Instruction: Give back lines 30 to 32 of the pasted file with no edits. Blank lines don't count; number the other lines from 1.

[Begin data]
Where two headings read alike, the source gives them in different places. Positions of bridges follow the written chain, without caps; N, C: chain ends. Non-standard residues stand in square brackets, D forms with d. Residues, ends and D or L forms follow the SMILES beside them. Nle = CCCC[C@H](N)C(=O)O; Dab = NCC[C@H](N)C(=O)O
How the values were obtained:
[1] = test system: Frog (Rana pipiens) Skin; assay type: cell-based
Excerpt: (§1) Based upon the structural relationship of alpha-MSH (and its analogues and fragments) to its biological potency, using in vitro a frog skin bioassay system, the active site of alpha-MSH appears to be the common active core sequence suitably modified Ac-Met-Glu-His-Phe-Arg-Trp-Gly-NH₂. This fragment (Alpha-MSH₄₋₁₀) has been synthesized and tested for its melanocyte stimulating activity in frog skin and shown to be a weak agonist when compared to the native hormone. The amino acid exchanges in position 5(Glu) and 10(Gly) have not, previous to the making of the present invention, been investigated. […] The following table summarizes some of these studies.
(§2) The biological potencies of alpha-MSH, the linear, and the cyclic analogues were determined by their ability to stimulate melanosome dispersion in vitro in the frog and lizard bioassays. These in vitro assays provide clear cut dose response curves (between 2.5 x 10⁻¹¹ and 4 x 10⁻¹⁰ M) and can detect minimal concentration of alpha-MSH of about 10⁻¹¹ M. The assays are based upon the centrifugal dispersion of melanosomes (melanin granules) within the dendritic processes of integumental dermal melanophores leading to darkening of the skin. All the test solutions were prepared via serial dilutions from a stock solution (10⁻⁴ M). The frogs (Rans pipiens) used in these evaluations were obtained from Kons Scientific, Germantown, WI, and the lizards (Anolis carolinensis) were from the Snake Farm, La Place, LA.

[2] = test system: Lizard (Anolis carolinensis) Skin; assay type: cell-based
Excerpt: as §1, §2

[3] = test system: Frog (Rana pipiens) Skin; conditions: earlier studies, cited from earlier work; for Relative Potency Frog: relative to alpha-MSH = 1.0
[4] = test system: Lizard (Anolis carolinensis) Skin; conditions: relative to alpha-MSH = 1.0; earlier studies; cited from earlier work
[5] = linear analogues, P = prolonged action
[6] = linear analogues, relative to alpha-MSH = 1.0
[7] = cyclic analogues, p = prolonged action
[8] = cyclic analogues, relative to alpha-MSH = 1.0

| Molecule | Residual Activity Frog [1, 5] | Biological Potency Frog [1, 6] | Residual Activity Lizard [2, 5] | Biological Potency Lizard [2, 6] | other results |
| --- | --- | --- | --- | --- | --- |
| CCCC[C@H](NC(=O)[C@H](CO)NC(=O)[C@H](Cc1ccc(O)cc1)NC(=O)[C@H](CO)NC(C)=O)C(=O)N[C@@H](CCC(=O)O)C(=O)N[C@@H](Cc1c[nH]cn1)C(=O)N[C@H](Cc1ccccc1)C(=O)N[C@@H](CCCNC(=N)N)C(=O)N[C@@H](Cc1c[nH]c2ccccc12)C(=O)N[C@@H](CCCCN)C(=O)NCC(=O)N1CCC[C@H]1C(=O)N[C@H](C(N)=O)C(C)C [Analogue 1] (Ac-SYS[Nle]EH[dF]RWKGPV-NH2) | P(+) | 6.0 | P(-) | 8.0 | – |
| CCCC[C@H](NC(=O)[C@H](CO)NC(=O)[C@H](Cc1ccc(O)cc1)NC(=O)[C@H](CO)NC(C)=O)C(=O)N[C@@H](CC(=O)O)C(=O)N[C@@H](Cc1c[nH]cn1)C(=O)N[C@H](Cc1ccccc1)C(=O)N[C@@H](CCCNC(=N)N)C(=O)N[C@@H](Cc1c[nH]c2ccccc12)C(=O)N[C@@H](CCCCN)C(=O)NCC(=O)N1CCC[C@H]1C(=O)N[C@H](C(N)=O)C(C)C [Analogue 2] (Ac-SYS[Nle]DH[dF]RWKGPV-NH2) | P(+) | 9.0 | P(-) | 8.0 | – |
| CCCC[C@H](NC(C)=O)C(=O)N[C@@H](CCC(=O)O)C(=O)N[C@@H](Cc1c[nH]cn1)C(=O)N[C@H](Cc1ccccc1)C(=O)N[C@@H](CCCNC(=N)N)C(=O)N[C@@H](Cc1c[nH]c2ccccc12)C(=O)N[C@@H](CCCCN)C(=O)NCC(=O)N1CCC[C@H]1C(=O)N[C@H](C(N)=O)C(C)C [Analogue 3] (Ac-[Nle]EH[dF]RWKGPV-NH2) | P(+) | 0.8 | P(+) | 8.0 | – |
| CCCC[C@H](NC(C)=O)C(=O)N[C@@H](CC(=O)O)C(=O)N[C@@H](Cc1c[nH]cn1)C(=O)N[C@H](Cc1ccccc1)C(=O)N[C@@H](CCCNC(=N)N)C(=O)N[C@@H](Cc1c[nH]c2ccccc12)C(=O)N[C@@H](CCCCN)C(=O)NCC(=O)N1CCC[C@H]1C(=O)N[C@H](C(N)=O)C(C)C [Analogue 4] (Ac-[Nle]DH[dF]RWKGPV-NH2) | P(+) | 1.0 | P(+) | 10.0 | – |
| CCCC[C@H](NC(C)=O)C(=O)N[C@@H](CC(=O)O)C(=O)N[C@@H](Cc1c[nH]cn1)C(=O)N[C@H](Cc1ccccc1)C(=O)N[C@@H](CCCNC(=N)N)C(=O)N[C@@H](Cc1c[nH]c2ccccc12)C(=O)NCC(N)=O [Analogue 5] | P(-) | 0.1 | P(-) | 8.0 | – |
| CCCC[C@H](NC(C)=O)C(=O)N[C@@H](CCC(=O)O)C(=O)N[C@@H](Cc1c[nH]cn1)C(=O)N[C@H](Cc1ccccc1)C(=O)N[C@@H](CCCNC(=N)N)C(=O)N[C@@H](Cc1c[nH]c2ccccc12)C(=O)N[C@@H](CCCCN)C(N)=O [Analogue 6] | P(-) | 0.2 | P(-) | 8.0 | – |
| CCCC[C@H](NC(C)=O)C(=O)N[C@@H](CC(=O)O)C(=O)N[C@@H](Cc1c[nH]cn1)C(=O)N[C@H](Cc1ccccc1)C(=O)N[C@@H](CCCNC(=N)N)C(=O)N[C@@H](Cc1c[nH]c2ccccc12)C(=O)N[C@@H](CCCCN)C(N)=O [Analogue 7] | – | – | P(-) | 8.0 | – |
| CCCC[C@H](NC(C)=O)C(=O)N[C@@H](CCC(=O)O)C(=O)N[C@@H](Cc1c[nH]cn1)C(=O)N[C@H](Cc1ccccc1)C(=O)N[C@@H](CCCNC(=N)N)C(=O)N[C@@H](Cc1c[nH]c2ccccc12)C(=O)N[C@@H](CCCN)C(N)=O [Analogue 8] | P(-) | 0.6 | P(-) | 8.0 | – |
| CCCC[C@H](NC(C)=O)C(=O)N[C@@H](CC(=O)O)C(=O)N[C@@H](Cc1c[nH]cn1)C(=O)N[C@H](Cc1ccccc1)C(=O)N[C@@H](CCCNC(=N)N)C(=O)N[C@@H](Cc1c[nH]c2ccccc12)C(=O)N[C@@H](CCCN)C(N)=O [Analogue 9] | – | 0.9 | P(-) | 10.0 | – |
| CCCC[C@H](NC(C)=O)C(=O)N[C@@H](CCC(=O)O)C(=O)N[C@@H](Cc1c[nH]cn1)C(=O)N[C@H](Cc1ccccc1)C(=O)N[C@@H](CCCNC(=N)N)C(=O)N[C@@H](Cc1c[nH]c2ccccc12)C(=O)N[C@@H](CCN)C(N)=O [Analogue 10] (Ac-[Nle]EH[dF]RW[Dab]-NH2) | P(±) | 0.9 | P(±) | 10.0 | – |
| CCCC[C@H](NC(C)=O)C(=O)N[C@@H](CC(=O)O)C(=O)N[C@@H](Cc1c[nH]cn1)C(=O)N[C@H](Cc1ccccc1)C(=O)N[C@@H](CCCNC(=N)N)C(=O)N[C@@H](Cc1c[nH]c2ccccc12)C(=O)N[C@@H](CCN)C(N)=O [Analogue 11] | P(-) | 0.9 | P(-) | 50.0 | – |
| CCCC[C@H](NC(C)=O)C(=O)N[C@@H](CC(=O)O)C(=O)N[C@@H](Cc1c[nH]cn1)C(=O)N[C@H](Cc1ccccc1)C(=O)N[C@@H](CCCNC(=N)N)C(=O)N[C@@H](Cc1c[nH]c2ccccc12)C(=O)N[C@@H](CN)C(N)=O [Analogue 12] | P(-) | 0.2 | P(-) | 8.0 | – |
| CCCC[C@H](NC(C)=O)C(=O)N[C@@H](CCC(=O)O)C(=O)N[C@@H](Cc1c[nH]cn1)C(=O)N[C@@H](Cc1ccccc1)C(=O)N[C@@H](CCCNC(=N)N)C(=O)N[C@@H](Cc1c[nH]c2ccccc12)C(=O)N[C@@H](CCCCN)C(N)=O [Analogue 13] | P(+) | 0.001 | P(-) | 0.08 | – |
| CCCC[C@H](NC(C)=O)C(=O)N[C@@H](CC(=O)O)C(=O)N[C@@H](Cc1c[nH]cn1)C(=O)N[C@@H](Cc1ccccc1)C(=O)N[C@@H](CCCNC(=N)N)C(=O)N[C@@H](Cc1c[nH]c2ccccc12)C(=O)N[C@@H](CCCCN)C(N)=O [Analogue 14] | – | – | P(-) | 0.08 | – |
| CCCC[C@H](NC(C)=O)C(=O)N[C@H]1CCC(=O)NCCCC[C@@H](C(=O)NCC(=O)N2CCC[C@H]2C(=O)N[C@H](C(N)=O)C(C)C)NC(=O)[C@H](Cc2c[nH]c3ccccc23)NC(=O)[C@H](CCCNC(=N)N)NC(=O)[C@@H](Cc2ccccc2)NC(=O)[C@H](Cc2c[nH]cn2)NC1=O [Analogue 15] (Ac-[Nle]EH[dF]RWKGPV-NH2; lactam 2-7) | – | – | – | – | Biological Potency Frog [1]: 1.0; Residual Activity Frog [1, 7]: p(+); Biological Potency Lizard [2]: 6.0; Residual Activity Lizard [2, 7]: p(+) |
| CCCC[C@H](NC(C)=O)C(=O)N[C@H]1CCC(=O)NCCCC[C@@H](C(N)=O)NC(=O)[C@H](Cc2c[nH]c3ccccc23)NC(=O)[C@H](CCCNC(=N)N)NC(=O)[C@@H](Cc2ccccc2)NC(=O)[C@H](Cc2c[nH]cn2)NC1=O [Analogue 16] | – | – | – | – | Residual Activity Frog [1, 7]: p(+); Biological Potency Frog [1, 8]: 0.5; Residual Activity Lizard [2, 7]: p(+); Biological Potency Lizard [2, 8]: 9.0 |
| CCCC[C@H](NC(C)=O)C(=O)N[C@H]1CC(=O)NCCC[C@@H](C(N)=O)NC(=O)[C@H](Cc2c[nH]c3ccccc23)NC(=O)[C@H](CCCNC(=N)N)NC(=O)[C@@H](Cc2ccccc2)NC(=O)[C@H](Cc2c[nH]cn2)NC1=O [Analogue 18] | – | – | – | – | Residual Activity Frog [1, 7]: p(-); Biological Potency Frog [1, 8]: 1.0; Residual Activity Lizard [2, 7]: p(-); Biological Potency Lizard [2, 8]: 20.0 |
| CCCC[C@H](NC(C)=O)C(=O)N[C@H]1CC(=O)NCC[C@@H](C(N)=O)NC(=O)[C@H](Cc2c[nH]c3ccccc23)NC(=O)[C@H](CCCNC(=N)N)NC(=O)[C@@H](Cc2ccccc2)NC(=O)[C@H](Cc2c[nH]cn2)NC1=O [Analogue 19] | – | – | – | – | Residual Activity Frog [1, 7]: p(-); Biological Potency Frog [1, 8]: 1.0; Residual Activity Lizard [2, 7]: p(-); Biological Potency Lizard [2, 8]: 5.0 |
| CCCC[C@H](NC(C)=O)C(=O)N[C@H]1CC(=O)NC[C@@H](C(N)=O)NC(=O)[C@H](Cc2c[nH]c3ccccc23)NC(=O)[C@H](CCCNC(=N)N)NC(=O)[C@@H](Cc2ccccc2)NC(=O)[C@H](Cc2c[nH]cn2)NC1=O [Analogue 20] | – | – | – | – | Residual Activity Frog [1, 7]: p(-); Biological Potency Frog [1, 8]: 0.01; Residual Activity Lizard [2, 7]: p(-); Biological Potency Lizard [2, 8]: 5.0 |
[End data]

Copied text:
| CCCC[C@H](NC(C)=O)C(=O)N[C@H]1CCC(=O)NCCCC[C@@H](C(=O)NCC(=O)N2CCC[C@H]2C(=O)N[C@H](C(N)=O)C(C)C)NC(=O)[C@H](Cc2c[nH]c3ccccc23)NC(=O)[C@H](CCCNC(=N)N)NC(=O)[C@@H](Cc2ccccc2)NC(=O)[C@H](Cc2c[nH]cn2)NC1=O [Analogue 15] (Ac-[Nle]EH[dF]RWKGPV-NH2; lactam 2-7) | – | – | – | – | Biological Potency Frog [1]: 1.0; Residual Activity Frog [1, 7]: p(+); Biological Potency Lizard [2]: 6.0; Residual Activity Lizard [2, 7]: p(+) |
| CCCC[C@H](NC(C)=O)C(=O)N[C@H]1CCC(=O)NCCCC[C@@H](C(N)=O)NC(=O)[C@H](Cc2c[nH]c3ccccc23)NC(=O)[C@H](CCCNC(=N)N)NC(=O)[C@@H](Cc2ccccc2)NC(=O)[C@H](Cc2c[nH]cn2)NC1=O [Analogue 16] | – | – | – | – | Residual Activity Frog [1, 7]: p(+); Biological Potency Frog [1, 8]: 0.5; Residual Activity Lizard [2, 7]: p(+); Biological Potency Lizard [2, 8]: 9.0 |
| CCCC[C@H](NC(C)=O)C(=O)N[C@H]1CC(=O)NCCC[C@@H](C(N)=O)NC(=O)[C@H](Cc2c[nH]c3ccccc23)NC(=O)[C@H](CCCNC(=N)N)NC(=O)[C@@H](Cc2ccccc2)NC(=O)[C@H](Cc2c[nH]cn2)NC1=O [Analogue 18] | – | – | – | – | Residual Activity Frog [1, 7]: p(-); Biological Potency Frog [1, 8]: 1.0; Residual Activity Lizard [2, 7]: p(-); Biological Potency Lizard [2, 8]: 20.0 |